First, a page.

Gay and bisexual teens ‘more likely’ to use drink and drugs
Wide-ranging study runs rule over responses from 15,000 15-year-olds in eight countries
The survey found that teenagers, particularly girls, who reported feeling romantic love towards both genders are the most likely to drink, smoke cigarettes and use cannabis. File photograph: Getty
Bisexual and gay teenagers are more likely to use drugs and alcohol than their heterosexual counterparts, an Irish-led study has found.
The research also found heterosexual, gay and bisexual teenagers who reported “being in love” used drink and drugs significantly more than teens who said they had never been in love.
The stress and discrimination associated with being a sexual minority as well as the stress that goes with romantic relationships is cited as a possible explanation for the disparity in substance abuse.
The study, led by András Költo of the University of Galway, and published in latest International Journal of Environmental Research and Public Health, examined responses from nearly 15,000 15-year-olds in eight European countries.
The survey asked participants if they have ever been in love with boys, girls or both boys and girls. It found teenagers, particularly girls, who reported feeling romantic love towards both genders are the most likely to drink, smoke cigarettes and use cannabis. They are also more likely to get drunk regularly. A quarter of bisexual respondents said they had been drunk in the previous 30 days.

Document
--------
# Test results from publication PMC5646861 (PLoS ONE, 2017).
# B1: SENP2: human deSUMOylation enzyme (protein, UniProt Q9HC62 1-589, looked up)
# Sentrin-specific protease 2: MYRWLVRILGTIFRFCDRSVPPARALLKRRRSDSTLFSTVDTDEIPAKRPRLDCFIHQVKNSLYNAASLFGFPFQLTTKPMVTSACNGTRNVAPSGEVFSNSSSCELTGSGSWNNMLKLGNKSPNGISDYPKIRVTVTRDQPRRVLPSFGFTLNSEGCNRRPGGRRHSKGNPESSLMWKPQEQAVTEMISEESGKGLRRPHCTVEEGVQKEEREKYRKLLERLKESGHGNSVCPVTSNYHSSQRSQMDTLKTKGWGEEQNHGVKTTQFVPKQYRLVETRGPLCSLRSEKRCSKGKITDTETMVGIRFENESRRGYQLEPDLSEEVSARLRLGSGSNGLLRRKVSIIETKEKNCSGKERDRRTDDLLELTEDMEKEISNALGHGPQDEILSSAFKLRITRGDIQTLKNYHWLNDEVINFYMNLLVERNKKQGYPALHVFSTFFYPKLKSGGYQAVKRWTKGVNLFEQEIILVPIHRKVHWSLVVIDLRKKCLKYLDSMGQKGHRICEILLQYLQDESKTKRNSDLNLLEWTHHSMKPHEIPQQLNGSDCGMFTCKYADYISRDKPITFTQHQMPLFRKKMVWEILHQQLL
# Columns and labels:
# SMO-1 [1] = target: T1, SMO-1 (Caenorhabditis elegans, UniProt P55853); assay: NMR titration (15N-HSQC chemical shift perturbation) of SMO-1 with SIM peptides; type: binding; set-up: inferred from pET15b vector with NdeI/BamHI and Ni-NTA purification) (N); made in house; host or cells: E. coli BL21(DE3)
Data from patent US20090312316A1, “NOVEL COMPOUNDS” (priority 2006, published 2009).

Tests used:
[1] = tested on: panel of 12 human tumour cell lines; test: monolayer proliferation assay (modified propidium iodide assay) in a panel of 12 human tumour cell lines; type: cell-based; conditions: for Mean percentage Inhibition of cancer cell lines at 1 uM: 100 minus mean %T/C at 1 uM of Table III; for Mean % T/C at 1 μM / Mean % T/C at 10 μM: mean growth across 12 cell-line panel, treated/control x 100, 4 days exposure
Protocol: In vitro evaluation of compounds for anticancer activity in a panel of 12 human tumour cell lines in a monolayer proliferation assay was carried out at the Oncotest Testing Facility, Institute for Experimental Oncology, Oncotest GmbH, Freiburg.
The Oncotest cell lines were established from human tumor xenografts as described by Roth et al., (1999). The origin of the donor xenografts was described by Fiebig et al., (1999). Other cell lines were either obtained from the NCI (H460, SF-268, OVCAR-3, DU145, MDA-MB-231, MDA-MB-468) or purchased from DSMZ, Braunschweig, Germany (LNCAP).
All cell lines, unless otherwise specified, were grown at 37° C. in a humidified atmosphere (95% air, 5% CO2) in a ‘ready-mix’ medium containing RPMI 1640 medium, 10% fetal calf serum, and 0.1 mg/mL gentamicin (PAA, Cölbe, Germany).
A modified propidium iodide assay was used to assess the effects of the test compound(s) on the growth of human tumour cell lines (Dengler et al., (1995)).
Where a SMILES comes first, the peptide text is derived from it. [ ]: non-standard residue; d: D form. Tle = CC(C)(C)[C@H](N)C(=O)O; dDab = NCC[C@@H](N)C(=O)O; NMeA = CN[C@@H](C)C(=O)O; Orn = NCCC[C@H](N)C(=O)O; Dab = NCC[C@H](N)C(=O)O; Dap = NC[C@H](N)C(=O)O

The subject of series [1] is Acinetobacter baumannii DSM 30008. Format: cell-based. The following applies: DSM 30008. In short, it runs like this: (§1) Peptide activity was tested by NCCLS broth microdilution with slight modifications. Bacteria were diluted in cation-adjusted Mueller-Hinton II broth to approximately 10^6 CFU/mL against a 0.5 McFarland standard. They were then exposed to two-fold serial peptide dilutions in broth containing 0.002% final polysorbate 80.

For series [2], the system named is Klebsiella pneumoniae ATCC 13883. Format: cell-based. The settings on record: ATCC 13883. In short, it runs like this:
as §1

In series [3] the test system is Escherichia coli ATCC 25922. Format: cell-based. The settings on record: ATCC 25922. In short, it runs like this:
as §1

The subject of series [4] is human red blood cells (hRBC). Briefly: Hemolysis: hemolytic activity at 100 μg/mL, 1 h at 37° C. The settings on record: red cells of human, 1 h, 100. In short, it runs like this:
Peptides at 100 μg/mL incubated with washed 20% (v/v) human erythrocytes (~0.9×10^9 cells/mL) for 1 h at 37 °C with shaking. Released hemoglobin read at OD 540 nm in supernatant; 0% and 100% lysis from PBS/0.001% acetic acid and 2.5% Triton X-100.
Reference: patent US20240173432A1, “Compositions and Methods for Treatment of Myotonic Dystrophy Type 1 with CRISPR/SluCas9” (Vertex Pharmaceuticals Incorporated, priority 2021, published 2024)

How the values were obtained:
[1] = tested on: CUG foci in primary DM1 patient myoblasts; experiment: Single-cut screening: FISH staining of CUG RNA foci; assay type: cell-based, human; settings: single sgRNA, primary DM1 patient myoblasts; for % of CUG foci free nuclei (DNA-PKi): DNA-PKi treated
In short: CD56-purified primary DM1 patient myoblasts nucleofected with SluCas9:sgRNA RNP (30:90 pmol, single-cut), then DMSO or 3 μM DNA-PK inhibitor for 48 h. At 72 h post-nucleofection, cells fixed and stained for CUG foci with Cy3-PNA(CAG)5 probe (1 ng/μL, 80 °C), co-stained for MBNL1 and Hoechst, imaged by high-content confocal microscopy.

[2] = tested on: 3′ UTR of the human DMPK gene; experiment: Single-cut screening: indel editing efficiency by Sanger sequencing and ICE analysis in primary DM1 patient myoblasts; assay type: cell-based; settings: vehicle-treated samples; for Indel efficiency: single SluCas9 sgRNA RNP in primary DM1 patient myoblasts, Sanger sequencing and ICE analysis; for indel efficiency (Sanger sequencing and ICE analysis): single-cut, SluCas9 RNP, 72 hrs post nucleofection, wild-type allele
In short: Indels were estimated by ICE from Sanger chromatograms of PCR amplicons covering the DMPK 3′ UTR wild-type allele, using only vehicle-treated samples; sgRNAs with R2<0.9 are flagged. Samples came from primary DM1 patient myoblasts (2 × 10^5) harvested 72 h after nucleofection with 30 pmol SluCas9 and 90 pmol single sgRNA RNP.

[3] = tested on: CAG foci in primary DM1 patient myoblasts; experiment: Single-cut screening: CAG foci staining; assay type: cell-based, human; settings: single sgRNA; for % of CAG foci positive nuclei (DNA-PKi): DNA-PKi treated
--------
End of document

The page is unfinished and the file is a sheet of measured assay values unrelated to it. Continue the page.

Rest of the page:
Those aged 15 attracted only to the same gender were the next most likely to drink, smoke and use drugs. They were followed by teenagers attracted to the opposite gender.
‘Stress in adolescence’
Participants who said they had never been in love with anybody from either gender reported far lower rates of substance abuse. For example just 5.5 per cent reported using cannabis in the recent past, compared to 20.6 per cent of bisexual teens and 15.8 per cent of homosexual teens.
“In other words, it seems that never having been in love is protective against substance use,” noted the authors. “This finding is in line with available evidence that romantic relationships [irrespective of the gender of the partner] may be associated with stress in adolescence.”
Sexual orientation was a better predictor of drink and drugs use than socio-economic or geographic factors, they found. The pattern was common to countries with established acceptance and protections for gay people and countries with a poor record of gay rights.
The authors suggested the use of targeted interventions for gay and bisexual teens to minimise their increased risks of substance use. They studied youths from French Belgium, Bulgaria, Switzerland, England, France, Hungary, Iceland and North Macedonia. Specific data on Irish youths is due to be published later this year, said Mr Költo.